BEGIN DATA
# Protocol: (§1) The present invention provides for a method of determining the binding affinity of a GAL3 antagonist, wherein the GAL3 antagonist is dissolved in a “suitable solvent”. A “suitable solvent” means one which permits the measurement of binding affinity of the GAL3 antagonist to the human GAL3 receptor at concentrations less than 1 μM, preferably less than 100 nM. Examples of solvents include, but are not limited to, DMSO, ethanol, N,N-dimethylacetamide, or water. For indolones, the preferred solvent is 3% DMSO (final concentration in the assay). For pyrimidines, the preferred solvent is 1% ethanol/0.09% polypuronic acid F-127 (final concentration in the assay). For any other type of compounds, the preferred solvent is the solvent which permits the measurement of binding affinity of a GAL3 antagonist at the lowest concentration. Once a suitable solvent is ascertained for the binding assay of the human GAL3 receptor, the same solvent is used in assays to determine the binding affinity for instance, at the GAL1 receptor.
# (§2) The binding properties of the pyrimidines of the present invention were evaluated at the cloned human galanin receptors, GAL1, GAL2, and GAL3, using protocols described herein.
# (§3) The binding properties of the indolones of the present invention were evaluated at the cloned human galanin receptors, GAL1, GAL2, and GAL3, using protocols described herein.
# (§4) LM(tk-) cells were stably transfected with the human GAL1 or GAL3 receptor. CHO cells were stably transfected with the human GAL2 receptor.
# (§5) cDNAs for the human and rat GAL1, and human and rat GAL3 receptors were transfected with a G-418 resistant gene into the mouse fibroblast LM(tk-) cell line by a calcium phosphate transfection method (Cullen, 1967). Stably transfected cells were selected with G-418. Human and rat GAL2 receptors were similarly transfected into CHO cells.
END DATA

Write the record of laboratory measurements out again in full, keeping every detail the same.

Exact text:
# Protocol: (§1) The present invention provides for a method of determining the binding affinity of a GAL3 antagonist, wherein the GAL3 antagonist is dissolved in a “suitable solvent”. A “suitable solvent” means one which permits the measurement of binding affinity of the GAL3 antagonist to the human GAL3 receptor at concentrations less than 1 μM, preferably less than 100 nM. Examples of solvents include, but are not limited to, DMSO, ethanol, N,N-dimethylacetamide, or water. For indolones, the preferred solvent is 3% DMSO (final concentration in the assay). For pyrimidines, the preferred solvent is 1% ethanol/0.09% polypuronic acid F-127 (final concentration in the assay). For any other type of compounds, the preferred solvent is the solvent which permits the measurement of binding affinity of a GAL3 antagonist at the lowest concentration. Once a suitable solvent is ascertained for the binding assay of the human GAL3 receptor, the same solvent is used in assays to determine the binding affinity for instance, at the GAL1 receptor.
# (§2) The binding properties of the pyrimidines of the present invention were evaluated at the cloned human galanin receptors, GAL1, GAL2, and GAL3, using protocols described herein.
# (§3) The binding properties of the indolones of the present invention were evaluated at the cloned human galanin receptors, GAL1, GAL2, and GAL3, using protocols described herein.
# (§4) LM(tk-) cells were stably transfected with the human GAL1 or GAL3 receptor. CHO cells were stably transfected with the human GAL2 receptor.
# (§5) cDNAs for the human and rat GAL1, and human and rat GAL3 receptors were transfected with a G-418 resistant gene into the mouse fibroblast LM(tk-) cell line by a calcium phosphate transfection method (Cullen, 1967). Stably transfected cells were selected with G-418. Human and rat GAL2 receptors were similarly transfected into CHO cells.